(3) 1920 (4) 1949

2. Who was the first Calipha
(1) Sulaiman, the Great
(2) Abu Bakr
(3) Iman Hussain
(4) Constantine

3. In which country is Karabla, the
holy city of Shia Muslims
located ?
(1) Iran (2) Iraq
(3) Jordan (4) Syria

4. The city of “Tashkent” is located in
(1) Uzbekistan (2) Kazakhstan
(3) Russia (4) Kyrgystan

5. Independence movement of Vietnam was headed by
(1) Ngo Dinh Diem
(2) Zhou Enlai
(3) Pol Pot
(4) Ho Chi Minh

6. Which one country is still governed by a monarch ?
(1) Afghanistan
(2) Iran
(3) Iraq
(4) Saudi Arabia

7. Japan’s Parliament is known as
(1) Diet (2) Dail
(3) Yuan (4) Shora

8. The currency of Thailand is
(1) Bhat (2) Rupiah
(3) Yuan (4) Yen

9. 1911 Revolution of China resulted
in
(1) Establishment of a Republic
(2) Reudalism
(3) Democracy
(4) Increased problems of people

10. East Timor, in Indonesian Archipelago, was the former colony of
(1) Dutch (2) English
(3) French (4) Portuguese

Ans: 1. (1) 2. (2) 3. (2) 4. (1)
5. (4) 6. (4) 7. (1) 8. (1)
9. (1) 10. (4)

Explainations

1. (1) One of the oldest examples of a civil service based
on meritocracy is the Imperial bureaucracy of China,
which can be traced as far back as the Qin Dynasty
(221–207 BC). During the Han Dynasty (202 BC–220
AD) the xiaolian system of recommendation by
superiors for appointments to office was established.
The civil service recruitment method and educational
system employed from the Han dynasty (206 B.C.–
A.D. 220) was abolished by the Ch’ing dowager
empress Tz’u Hsi in 1905 under pressure from leading
Chinese intellectuals. The Sui dynasty (581–618)
adopted this Han system and applied it in a much
more systematic way as a method of official
recruitment.

2. (2) Abu Bakr was a senior companion (Sahabi) and
the father-in-law of the Islamic prophet Muhammad.
He ruled over the Rashidun Caliphate from 632–634
CE when he became the first Muslim Caliph following
Muhammad’s death. As Caliph, Abu Bakr succeeded
to the political and administrative functions previously
exercised by Muhammad, since the religious function
and authority of prophethood ended with Muhammad’s
death according to Islam. He was called Al-Siddiq (The
Truthful).

3. (2) Karbala is a city in Iraq, southwest of Baghdad.
The city, best known as the location of the Battle of
Karbala (680), is amongst the holiest cities for Shia
Muslims after Mecca and Medina. It is home to the
Imam Hussein Shrine. Karbala is famous as the site
of the martyrdom of Hussein ibn Ali (Imam Hussein),
and commemorations are held by millions of Shias
annually to remember it. Karbala is considered sacred
by all Shias.

4. (1) Tashkent is the capital of Uzbekistan and of the
Tashkent Province. This historic city is associated
with the Tashkent Declaration of 10 January, 1966
which was a peace agreement between India and
Pakistan after the Indo-Pakistani War of 1965. The
Soviets, represented by Premier Alexei Kosygin
moderated between Indian Prime Minister Lal Bahadur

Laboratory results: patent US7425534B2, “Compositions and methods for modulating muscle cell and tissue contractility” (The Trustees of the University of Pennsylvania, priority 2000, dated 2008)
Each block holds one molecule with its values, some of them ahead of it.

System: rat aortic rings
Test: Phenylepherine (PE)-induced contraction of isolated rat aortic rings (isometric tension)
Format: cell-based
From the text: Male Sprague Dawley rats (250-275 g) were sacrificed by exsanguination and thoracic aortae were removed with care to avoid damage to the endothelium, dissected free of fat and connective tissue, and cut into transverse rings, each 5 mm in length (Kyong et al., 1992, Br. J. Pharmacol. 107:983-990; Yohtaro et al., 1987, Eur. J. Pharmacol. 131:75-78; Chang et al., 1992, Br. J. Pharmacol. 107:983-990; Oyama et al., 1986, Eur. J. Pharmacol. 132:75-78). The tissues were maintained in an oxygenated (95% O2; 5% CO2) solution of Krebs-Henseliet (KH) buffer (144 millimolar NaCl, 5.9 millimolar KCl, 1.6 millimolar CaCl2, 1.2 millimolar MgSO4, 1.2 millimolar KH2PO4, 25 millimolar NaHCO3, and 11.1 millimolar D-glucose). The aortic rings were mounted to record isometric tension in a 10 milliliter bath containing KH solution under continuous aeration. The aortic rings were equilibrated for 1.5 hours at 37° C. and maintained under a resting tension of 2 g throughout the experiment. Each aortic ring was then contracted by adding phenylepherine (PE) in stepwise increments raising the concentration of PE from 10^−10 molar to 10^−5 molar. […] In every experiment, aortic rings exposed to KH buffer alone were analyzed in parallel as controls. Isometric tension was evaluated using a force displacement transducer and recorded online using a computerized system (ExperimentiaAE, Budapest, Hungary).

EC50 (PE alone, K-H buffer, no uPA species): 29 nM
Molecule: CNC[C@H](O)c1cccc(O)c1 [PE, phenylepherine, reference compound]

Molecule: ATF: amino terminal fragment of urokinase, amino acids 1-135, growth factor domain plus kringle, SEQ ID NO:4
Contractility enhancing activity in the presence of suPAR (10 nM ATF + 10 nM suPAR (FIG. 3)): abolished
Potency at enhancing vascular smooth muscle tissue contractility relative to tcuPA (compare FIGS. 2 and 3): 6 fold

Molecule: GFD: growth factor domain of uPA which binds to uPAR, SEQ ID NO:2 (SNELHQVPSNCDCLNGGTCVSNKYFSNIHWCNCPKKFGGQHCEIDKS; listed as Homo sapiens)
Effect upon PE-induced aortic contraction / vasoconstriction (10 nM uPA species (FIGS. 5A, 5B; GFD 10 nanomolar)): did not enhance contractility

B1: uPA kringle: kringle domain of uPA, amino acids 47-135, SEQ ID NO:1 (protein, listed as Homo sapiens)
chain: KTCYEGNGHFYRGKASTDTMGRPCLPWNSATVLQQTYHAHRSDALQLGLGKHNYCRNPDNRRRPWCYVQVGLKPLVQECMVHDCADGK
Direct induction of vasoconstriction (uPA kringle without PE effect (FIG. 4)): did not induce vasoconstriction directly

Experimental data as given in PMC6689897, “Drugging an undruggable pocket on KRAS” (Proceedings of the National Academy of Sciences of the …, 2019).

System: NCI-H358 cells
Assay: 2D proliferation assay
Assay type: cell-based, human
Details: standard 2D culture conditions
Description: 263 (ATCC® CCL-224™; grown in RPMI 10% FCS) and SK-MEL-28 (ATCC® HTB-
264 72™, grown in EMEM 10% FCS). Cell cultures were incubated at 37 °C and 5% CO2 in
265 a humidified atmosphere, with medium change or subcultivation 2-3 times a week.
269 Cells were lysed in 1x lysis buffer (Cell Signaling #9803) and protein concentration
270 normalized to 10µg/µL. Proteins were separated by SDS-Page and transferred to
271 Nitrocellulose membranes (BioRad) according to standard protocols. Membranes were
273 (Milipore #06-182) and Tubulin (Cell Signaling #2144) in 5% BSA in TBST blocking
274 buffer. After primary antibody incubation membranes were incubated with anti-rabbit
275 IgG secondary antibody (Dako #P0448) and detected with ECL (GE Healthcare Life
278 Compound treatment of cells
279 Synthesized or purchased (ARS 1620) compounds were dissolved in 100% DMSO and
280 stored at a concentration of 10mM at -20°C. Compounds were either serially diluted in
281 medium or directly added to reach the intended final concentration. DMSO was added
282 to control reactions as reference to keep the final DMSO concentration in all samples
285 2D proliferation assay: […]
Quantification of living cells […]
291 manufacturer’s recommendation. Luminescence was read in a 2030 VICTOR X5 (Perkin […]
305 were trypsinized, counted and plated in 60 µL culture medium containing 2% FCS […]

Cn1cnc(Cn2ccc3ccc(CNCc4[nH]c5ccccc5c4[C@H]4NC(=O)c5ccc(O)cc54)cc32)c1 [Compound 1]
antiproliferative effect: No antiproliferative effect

Shastri and Pakistani President Muhammad Ayub
Khan. The Tashkent conference, under UN, American
and Russian pressure, compelled Pakistan and India
to restore their national boundary and the 1949
ceasefire line in Kashmir. This eventually led to
dissatisfaction and protests against the Ayub Khan
leadership.

5. (4) Ho Chi Minh was a Vietnamese Communist dictator
who was prime minister (1945–1955) and president
(1945–1969) of the Democratic Republic of Vietnam
(North Vietnam). He was a key figure in the foundation
of the Democratic Republic of Vietnam in 1945, as
well as the People’s Army of Vietnam (PAVN) and the
Viet Cong (NLF or VC) during the Vietnam War. He
led the Viet Minh independence movement from 1941
onward, establishing the communist-ruled Democratic
Republic of Vietnam in 1945 and defeating the French
Union in 1954 at battle of Dien Bien Phu.

6. (4) Saudi Arabia, officially known as the Kingdom of
Saudi Arabia, is an absolute monarchy, although,
according to the Basic Law of Saudi Arabia adopted
by royal decree in 1992, the king must comply with
Sharia (that is, Islamic law) and the Quran. The Quran
and the Sunnah (the traditions of Muhammad) are
declared to be the country’s constitution, but no written
modern constitution has ever been written for Saudi
Arabia, and Saudi Arabia remains the only Arab Nation
where no national elections have ever taken place,
since its creation. No political parties or national
elections are permitted.

7. (1) The Diet is Japan’s bicameral legislature. It is
composed of a lower house, called the House of
Representatives, and an upper house, called the House
of Councillors. Both houses of the Diet are directly
elected under a parallel voting system. In addition to
passing laws, the Diet is formally responsible for
selecting the Prime Minister. The Diet was first
convened as the Imperial Diet in 1889 as a result of
adopting the Meiji constitution. The Diet took its
current form in 1947 upon the adoption of the postwar
constitution and is considered by the Constitution to
be the highest organ of state power.

8. (1) Baht is the currency of Thailand. It is subdivided